Geo- and Biosciences

With half of its landmass covered by forests and dotted with 1,521 islands, Estonia possesses incredible biodiversity. Add large wetlands and Europe’s largest oil-shale and rock phosphate deposits and it is easy to see that environmental researchers have their hands full. Geo- and biosciences bring together all those who monitor and address any environmental and ecological problems out there.

Featuring field: Ecological sciences in Estonia

Research institutions

Bio- and georepositories

From fossils to live cells, these repositories hold a range of specimens that are actively used as bases for new research. Which is exactly why NATARC, the joint  science roadmap for Estonian biologists and geologists, is coordinating the development of collections and digital archives. One, PlutoF, is a cloud database and computing service for taxonomic, ecologic and phylogenetic research. Another, SARV, is an information system for geological data.

Earth observations

Development of modern satellite and airborn remote sensing technology for monitoring vegetation, landscape and aquatic environment is done is close cooperation of Tartu Observatory, Marine system Institute at Tallinn Technical University, Estonian Marine institute at the University of Tartu and Institute of Agricultural and Environmental Sciences at the Estonian University of Life Sciences.


There are three main hubs for ecological research in Estonia: the Institute of Ecology and Earth Sciences at the University of Tartu, the Institute of Ecology at Tallinn University, and the Institute of Agricultural and Environmental Sciences at the Estonian University of Life Sciences. The National Institute of Chemical Physics and Biophysics rounds up the list with toxicology research into nanoparticles.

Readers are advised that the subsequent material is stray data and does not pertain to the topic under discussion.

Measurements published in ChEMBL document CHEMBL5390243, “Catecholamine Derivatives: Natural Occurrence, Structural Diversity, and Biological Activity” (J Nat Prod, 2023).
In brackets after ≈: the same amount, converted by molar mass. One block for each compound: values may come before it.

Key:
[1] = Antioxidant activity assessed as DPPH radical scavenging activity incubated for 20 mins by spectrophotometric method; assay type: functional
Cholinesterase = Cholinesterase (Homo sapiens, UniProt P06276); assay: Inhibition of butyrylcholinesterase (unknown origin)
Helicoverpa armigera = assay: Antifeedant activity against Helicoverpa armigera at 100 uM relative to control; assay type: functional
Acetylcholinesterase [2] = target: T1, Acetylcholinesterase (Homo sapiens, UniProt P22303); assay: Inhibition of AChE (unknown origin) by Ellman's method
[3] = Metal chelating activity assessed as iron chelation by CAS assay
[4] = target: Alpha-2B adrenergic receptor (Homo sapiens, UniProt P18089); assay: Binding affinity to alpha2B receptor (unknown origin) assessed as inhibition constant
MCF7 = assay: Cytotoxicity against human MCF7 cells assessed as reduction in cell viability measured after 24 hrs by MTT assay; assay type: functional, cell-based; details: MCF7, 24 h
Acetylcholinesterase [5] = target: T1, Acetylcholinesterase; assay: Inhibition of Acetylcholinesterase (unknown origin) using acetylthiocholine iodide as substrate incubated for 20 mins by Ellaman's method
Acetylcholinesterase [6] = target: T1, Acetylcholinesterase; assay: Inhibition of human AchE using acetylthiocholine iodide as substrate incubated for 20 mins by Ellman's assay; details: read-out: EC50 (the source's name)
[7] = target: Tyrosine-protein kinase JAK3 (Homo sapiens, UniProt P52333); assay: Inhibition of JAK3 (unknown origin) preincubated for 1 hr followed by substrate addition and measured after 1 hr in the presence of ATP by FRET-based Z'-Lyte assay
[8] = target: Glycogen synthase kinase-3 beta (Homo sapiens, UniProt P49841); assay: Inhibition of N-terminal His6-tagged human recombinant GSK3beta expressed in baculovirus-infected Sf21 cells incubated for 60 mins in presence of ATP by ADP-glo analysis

Geology has two Estonian addresses: the Institute of Ecology and Earth Sciences at the University of Tartu, and the Institute of Geology at the Tallinn University of Technology.

Marine and inland water studies

Estonia offers little to desert researchers. The country’s coastline is 3,794 kilometers long and Lake Peipus is the fourth-largest in Europe. Which is why marine and lake research has roots some two centuries deep. For example, sea-level measurements in Pärnu began in 1824 and Lake Peipus was one of the first places in the world where scientists began studying the impact of overfishing.

Inland water research is the domain of the Centre for Limnology at the Institute for Agricultural and Environmental Sciences.

Estonia has three main institutions for marine studies:

  • Estonian Marine Institute at the University of Tartu is the country’s largest such organisation. Its research ranges from seawater physics to biology and from microscopic scale to full ecosystems. As can be expected, the Institute’s primary focus is on the ecosystem and functioning of the Baltic Sea.
  • The Marine Systems Institute at the Tallinn University of Technology conducts basic and applied research of physical and biogeochemical processes in the Baltic Sea. It also models these processes in the context of atmospheric, land and human impacts, and develops marine information systems, analysis and forecast methods.
  • The Institute of Cybernetics at the Tallinn University of Technology has many research directions. In the marine space, it studies complex and nonlinear phenomena in wave dynamics and coastal engineering, and applies mathematical methods to wave research.